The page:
On Wednesday, President Moon Jae-in in Seoul appeared to endorse Mr. Trump’s decision. “While North Korea and the United States are engaged in sincere talks on denuclearization and relations-building, we recognize the need to find various options to smooth such dialogue,” said a spokesman, Kim Eui-kyeom.
The North’s official Korean Central News Agency reported that Mr. Trump had agreed to “lift sanctions” once bilateral relations improve. Mr. Trump had said on Tuesday that the sanctions would stay in place until North Korea dismantled enough of its nuclear program to make it difficult to reverse course. Mr. Trump said the denuclearization process would begin “very soon” and happen “very quickly.”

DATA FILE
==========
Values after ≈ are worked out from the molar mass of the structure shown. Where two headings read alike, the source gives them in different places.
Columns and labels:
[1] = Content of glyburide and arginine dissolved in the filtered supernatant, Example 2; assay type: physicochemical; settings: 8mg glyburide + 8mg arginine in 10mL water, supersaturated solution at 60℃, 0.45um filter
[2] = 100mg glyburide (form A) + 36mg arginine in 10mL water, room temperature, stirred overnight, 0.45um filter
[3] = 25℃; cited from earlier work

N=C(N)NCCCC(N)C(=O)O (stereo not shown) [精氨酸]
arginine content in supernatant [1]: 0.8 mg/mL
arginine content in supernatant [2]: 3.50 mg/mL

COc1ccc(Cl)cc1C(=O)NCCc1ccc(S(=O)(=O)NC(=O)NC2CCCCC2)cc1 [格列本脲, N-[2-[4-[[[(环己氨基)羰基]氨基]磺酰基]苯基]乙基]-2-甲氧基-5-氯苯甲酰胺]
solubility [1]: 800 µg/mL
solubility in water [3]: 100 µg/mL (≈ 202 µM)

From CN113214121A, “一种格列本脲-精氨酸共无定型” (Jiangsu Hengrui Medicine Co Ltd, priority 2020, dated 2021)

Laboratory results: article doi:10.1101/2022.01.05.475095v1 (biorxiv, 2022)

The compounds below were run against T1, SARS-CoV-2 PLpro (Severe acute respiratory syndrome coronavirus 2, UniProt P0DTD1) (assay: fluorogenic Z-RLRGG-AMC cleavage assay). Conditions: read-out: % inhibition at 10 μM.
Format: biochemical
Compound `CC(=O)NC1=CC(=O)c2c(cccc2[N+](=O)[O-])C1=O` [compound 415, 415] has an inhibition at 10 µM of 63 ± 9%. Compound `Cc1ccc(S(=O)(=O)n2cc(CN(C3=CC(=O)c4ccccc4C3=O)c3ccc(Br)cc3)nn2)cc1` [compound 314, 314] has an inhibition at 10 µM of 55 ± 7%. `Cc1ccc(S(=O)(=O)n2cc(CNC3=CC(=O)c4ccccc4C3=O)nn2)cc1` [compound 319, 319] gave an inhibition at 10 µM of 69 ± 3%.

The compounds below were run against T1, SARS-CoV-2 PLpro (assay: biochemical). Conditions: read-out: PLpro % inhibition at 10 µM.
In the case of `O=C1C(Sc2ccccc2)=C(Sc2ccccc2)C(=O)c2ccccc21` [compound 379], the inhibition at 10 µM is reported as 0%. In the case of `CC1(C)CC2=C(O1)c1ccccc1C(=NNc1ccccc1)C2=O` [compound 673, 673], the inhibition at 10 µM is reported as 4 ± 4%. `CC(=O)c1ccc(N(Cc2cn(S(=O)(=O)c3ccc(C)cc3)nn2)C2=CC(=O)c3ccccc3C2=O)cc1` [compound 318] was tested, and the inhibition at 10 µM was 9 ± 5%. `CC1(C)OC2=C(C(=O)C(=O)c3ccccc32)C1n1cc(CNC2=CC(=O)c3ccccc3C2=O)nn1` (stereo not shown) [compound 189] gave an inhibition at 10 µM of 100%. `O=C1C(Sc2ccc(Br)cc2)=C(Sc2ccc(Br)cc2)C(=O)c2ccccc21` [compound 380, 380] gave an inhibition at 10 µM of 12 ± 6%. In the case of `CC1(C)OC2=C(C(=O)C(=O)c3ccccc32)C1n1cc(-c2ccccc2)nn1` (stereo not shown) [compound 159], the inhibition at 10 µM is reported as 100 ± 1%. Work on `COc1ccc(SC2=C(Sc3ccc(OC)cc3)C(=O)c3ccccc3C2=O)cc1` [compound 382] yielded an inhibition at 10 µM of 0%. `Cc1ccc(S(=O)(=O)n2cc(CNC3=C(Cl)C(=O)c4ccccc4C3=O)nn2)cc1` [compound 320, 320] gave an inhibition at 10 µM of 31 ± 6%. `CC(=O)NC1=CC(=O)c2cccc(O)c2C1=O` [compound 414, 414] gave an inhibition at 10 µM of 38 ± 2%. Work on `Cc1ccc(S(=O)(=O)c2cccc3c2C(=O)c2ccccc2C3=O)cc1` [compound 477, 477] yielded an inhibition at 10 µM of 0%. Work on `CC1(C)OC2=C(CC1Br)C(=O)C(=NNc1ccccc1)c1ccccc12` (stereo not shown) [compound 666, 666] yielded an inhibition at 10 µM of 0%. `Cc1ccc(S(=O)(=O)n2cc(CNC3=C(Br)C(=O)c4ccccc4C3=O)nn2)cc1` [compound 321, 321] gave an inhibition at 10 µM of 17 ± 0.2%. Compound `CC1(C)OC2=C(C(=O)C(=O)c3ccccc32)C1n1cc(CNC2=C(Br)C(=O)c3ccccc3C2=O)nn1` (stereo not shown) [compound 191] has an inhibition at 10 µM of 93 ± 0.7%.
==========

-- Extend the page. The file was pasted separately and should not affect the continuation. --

But the North Korean news agency said the two leaders had agreed to a phased process in which Pyongyang would bargain away its nuclear arsenal in stages, securing matching actions from the United States at each step. Such a process has been opposed by American hard-liners like John R. Bolton, now Mr. Trump’s national security adviser, who has argued in the past that the North must quickly dismantle and ship out its nuclear weapons program in its entirety, as Libya did more than a decade ago.
“Kim Jong-un and Trump had the shared recognition to the effect that it is important to abide by the principle of step-by-step and simultaneous action in achieving peace, stability and denuclearization of the Korean Peninsula,” the Korean Central News Agency said.
Mr. Pompeo declined to discuss the North Korean report. “I’m going to leave the content of our discussions as between the two parties, but one should heavily discount some things that are written in other places,” he said.